Saturday, May 29, 2010

Money, Debt and Keeping the Big Picture in Mind

So I'm wrestling with money and debt.

We're working at getting everything inputted into and it's already pretty telling. It's one thing to know where you're at with income, expenses and debts. It's another to see it all in front of you at once, simple and clear and stunningly up to date. The sobering thing is that we're way more "average" USAmericans than I I'd hoped:

We give less, spend more, save less and have more debt than is reasonable.

We have school loans. They are comparatively good as far as loans go, but the interest can still kill you. I'm feeling the weight of the debts more than I used to. I think this is because until I see the bigger picture it's hard for me to feel any given part of it very heavily. I know this in other areas of my life, but it never clicked in the financial realm for me before. I've usually looked at it piecemeal or avoided thinking it.

So, in yet another area of life I need to be regularly tuning in to the big picture.

The good thing is that I like doing that.

Sunday, May 23, 2010

Vulnerability by Choice

Being vulnerable can be a really bad thing. If you're caught in a hurricane you're vulnerable to injury or death by the forces around you. If you're growing up in an family with abusive or addicted parents you're vulnerable to all kinds of hurt and misperceptions about reality and yourself that are really damaging. If you move around a lot you can become vulnerable to lonliness and damaging coping mechanisms.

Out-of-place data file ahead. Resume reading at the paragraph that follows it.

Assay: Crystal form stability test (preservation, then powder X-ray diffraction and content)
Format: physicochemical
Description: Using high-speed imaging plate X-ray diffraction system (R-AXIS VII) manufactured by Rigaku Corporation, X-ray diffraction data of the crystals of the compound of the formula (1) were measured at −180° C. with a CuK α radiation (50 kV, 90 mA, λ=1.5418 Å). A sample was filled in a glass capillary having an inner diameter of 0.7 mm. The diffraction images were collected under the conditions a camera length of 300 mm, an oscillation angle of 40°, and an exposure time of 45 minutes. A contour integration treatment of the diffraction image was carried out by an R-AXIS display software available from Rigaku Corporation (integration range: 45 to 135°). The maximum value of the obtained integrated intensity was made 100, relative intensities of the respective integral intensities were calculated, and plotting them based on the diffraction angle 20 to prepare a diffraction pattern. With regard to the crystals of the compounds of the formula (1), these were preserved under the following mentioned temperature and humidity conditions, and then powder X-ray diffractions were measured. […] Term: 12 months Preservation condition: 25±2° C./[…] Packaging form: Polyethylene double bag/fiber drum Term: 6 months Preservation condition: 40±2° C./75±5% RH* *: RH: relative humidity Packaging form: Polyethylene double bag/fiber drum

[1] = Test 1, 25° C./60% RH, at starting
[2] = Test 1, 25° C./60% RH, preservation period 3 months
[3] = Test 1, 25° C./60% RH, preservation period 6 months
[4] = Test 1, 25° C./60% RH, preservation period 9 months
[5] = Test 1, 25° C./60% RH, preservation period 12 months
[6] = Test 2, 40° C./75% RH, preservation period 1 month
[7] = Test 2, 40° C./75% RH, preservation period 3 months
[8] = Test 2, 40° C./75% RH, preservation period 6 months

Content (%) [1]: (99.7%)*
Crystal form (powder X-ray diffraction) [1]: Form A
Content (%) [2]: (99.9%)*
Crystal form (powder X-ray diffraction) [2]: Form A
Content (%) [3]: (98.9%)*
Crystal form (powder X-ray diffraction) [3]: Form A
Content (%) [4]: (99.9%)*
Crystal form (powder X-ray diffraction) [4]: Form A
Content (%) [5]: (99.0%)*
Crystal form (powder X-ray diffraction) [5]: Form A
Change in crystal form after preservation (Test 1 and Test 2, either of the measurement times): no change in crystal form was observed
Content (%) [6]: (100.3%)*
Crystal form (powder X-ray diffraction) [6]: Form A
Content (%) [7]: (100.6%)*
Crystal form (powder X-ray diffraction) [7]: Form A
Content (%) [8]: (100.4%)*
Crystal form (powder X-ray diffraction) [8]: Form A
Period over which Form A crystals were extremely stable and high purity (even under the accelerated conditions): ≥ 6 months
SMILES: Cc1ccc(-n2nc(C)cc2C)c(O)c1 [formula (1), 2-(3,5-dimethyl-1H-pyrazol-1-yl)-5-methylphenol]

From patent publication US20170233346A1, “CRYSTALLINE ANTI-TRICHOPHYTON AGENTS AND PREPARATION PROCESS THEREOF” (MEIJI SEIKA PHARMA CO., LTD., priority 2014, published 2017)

There is another kind of vulnerability, though. That's the kind that you choose and which brings you closer to others. This blog lists "community" as one of it's foci. One aspect of growing community I've been learning a lot about recently is vulnerability.

I believe in it, I talk about it, but I'm not great at doing it. Getting better. It's still hard, though.

I have the privilege currently to be working with a recovering addict. His vulnerability challenges me, and has taken our friendship to a deeper place.

I've also had the privilege of meeting with two groups recently where vulnerability was a theme. I'll write more about that in the next post.

Tuesday, May 18, 2010

Vulnerability in a Group

What makes a group of people a safe place to be vulnerable in? What's the benefit of being vulnerable?

I work with a church that just launched a community house project. Five 20-somethings now live in a house, share kitchen duties, work part time, vulunteer in the community, develop spiritual disciplines, choose one cool project to attempt and work at personal growth. Pretty great. For the cool projects, one of them is going to write a book, another one is going to build a bamboo bicycle.